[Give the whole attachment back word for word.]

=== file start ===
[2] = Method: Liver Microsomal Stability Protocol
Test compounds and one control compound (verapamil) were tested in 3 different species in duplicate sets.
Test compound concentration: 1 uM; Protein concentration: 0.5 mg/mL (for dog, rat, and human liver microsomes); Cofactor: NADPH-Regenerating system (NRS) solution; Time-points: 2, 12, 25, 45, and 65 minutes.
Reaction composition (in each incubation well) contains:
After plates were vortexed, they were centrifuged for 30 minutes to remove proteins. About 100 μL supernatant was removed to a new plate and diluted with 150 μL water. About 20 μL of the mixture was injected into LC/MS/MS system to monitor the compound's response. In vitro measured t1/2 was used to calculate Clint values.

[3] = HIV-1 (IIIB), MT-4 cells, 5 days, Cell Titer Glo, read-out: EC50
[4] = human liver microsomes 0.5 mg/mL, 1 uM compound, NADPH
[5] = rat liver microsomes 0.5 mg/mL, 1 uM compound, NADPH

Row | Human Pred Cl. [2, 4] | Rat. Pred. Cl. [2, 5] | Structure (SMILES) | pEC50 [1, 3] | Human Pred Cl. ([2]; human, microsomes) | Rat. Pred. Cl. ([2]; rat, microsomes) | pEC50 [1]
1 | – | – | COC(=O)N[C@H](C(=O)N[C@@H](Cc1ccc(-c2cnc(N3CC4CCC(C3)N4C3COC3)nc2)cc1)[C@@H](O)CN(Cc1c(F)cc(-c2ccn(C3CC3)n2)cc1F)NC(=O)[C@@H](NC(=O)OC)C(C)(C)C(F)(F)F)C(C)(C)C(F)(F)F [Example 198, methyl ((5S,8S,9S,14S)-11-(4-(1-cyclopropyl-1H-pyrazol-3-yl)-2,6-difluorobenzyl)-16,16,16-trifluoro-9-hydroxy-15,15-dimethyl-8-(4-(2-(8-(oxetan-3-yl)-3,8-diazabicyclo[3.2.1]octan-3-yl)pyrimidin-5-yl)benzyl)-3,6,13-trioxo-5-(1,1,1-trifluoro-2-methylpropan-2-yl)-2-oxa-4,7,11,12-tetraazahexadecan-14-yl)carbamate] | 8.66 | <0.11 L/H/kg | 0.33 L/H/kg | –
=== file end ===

[2] = Method: Liver Microsomal Stability Protocol
Test compounds and one control compound (verapamil) were tested in 3 different species in duplicate sets.
Test compound concentration: 1 uM; Protein concentration: 0.5 mg/mL (for dog, rat, and human liver microsomes); Cofactor: NADPH-Regenerating system (NRS) solution; Time-points: 2, 12, 25, 45, and 65 minutes.
Reaction composition (in each incubation well) contains:
After plates were vortexed, they were centrifuged for 30 minutes to remove proteins. About 100 μL supernatant was removed to a new plate and diluted with 150 μL water. About 20 μL of the mixture was injected into LC/MS/MS system to monitor the compound's response. In vitro measured t1/2 was used to calculate Clint values.

[3] = HIV-1 (IIIB), MT-4 cells, 5 days, Cell Titer Glo, read-out: EC50
[4] = human liver microsomes 0.5 mg/mL, 1 uM compound, NADPH
[5] = rat liver microsomes 0.5 mg/mL, 1 uM compound, NADPH

Row | Human Pred Cl. [2, 4] | Rat. Pred. Cl. [2, 5] | Structure (SMILES) | pEC50 [1, 3] | Human Pred Cl. ([2]; human, microsomes) | Rat. Pred. Cl. ([2]; rat, microsomes) | pEC50 [1]
1 | – | – | COC(=O)N[C@H](C(=O)N[C@@H](Cc1ccc(-c2cnc(N3CC4CCC(C3)N4C3COC3)nc2)cc1)[C@@H](O)CN(Cc1c(F)cc(-c2ccn(C3CC3)n2)cc1F)NC(=O)[C@@H](NC(=O)OC)C(C)(C)C(F)(F)F)C(C)(C)C(F)(F)F [Example 198, methyl ((5S,8S,9S,14S)-11-(4-(1-cyclopropyl-1H-pyrazol-3-yl)-2,6-difluorobenzyl)-16,16,16-trifluoro-9-hydroxy-15,15-dimethyl-8-(4-(2-(8-(oxetan-3-yl)-3,8-diazabicyclo[3.2.1]octan-3-yl)pyrimidin-5-yl)benzyl)-3,6,13-trioxo-5-(1,1,1-trifluoro-2-methylpropan-2-yl)-2-oxa-4,7,11,12-tetraazahexadecan-14-yl)carbamate] | 8.66 | <0.11 L/H/kg | 0.33 L/H/kg | –